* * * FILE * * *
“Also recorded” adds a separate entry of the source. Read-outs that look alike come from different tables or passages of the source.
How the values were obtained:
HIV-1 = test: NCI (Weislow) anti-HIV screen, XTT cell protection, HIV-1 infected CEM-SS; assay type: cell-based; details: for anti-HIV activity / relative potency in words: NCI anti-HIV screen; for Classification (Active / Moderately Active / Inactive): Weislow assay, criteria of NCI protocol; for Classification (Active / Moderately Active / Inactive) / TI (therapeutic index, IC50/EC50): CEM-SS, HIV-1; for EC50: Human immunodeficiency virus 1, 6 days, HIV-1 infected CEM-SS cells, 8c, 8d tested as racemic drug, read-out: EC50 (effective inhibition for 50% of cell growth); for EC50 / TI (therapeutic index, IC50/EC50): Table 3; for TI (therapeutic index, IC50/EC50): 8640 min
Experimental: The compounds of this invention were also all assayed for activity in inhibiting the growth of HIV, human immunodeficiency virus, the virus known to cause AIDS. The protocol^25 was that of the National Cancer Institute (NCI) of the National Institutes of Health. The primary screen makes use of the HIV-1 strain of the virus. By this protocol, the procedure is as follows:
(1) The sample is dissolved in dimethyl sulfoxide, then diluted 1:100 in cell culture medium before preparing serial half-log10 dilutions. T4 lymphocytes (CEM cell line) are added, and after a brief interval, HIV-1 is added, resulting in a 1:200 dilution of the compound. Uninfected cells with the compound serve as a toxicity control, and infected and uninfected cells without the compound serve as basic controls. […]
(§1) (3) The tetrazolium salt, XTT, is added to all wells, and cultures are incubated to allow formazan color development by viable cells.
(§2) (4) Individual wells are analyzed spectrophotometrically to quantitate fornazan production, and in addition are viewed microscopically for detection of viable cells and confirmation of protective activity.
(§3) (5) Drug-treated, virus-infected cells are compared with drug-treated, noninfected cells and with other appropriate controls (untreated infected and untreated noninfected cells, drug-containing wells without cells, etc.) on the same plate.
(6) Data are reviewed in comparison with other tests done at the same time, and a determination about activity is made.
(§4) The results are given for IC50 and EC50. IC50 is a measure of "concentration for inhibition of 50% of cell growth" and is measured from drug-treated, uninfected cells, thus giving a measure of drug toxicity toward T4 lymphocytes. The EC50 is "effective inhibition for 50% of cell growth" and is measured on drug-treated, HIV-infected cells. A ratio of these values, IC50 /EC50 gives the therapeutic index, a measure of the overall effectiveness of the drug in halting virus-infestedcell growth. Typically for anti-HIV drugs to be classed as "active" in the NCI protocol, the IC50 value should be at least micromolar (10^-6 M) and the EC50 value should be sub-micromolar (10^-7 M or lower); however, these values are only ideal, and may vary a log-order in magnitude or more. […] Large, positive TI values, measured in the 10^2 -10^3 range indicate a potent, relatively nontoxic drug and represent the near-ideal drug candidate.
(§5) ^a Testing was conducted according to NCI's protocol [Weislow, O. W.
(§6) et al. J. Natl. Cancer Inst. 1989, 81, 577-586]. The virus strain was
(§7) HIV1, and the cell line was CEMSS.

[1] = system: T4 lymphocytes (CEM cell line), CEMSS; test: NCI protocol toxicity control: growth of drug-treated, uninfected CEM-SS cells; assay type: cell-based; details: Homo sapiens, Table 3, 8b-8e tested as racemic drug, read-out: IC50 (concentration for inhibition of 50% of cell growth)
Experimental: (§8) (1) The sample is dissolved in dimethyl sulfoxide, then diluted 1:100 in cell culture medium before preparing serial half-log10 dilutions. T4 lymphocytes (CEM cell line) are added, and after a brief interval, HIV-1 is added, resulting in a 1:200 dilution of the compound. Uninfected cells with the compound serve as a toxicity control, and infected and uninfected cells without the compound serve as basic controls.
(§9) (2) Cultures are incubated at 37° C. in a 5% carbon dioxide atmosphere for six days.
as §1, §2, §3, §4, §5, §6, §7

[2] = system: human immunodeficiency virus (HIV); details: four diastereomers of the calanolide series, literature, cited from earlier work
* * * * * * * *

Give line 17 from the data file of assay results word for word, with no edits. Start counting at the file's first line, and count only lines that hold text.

as §1, §2, §3, §4, §5, §6, §7